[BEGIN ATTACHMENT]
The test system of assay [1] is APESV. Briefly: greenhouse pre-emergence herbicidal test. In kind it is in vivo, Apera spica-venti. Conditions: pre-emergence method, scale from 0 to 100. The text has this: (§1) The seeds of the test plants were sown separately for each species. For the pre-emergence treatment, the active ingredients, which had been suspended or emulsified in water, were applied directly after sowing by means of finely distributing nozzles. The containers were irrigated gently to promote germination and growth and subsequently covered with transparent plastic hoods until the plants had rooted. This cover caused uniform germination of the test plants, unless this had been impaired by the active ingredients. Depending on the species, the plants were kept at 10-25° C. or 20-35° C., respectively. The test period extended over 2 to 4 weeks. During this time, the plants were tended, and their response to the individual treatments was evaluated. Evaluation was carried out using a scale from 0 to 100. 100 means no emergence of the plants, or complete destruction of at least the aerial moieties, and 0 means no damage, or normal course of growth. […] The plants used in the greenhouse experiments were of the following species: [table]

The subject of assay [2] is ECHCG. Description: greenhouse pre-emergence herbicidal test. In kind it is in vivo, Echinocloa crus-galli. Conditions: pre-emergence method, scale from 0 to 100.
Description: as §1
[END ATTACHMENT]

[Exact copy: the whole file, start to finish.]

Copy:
The test system of assay [1] is APESV. Briefly: greenhouse pre-emergence herbicidal test. In kind it is in vivo, Apera spica-venti. Conditions: pre-emergence method, scale from 0 to 100. The text has this: (§1) The seeds of the test plants were sown separately for each species. For the pre-emergence treatment, the active ingredients, which had been suspended or emulsified in water, were applied directly after sowing by means of finely distributing nozzles. The containers were irrigated gently to promote germination and growth and subsequently covered with transparent plastic hoods until the plants had rooted. This cover caused uniform germination of the test plants, unless this had been impaired by the active ingredients. Depending on the species, the plants were kept at 10-25° C. or 20-35° C., respectively. The test period extended over 2 to 4 weeks. During this time, the plants were tended, and their response to the individual treatments was evaluated. Evaluation was carried out using a scale from 0 to 100. 100 means no emergence of the plants, or complete destruction of at least the aerial moieties, and 0 means no damage, or normal course of growth. […] The plants used in the greenhouse experiments were of the following species: [table]

The subject of assay [2] is ECHCG. Description: greenhouse pre-emergence herbicidal test. In kind it is in vivo, Echinocloa crus-galli. Conditions: pre-emergence method, scale from 0 to 100.
Description: as §1